Sometimes you need to send a large amount of data as a message attachment (for example, a collection of high resolution photos, or a project on which you are working). Mail servers (both yours and the message recipient) usually have a restriction of the size of attachments that they will allow. The maximum allowable size varies from server to server, according to their individual configuration. For example, Comcast's maximum size for binary attachments is around 10.9 MB, while Gmail allows attachments up to 25 MB.
If you exceed the server limit, you will get an error message like this:
In addition to server restrictions, however, you must also consider how long it takes for the message to be uploaded from your computer to the server and then downloaded from the server to the message recipient. A message with a large attachment will take a long time to upload and download and may block other operations while it is being handled.
In general, it is best to minimize the size of your attachment(s). If that is not possible, you can upload attachments to an external storage service rather than attaching them to messages.
Follow these guidelines and tips if you need to send large attachments:
Table of Contents
Check the size of your attachment(s) while composing
When you add attachments to a message, watch the total size of your attachment(s). The total size of each attachment and the sum of all attachments is displayed in the attachment panel as shown below:
- Total number of attachments
- Total size of attachment
- Size of each individual attachment
Reduce the size of attachments
Resize and compress images
High resolution pictures take a lot of disk space. Therefore, it is better to send a low resolution version of a photo instead of the original.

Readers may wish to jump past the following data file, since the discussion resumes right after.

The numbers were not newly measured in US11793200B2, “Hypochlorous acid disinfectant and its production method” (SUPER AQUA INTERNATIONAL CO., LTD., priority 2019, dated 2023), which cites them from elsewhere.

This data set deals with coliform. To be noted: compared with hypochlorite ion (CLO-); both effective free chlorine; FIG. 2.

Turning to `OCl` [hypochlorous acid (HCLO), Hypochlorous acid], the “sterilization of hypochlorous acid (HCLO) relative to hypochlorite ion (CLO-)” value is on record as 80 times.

There are several ways to do this:
- Use a photo manager to send photos, which will usually have an option to resize before sending. Most operating systems include a photo manager, and there are many photo management tools available for free download.
- On Windows, select images using Windows Explorer and choose "Send to". Windows will automatically offer to compress the pictures.
- Install one of several Thunderbird add-ons that will automatically resize images:
- Install Nautilus Image Converter to resize your picture directly in Nautilus.
Compress (zip) your data
For binary files that are not images (such as text documents or spreadsheets), you can "zip" files that you attach to your message ("Zip" is a common data compression and archive format. Files that have been zipped have a ".zip" extension).
This can be done either:
- manually with one of the many free zip tools available for all operating systems.
- automatically with the help of the Auto Compress File add-on.
Use an external storage service
There are several websites that provide online file storage. You can upload your files to these sites and enable other people to download them. Rather than sending a file attached to a message, you can simply send a message that includes a link to the file which the recipients can download at their convenience.
You should carefully read the terms, conditions, and privacy statement of the file sharing service before you use it.
Photos sharing service
Online file storing and sharing service
These services are primarily used to store data on the internet. However, they can also be used to share your data, as the files can be accessed via a URL.
Online file sharing service
There are several websites that act as a mail proxy and allow you to transfer files via a browser. You specify the recipient, file name and your address.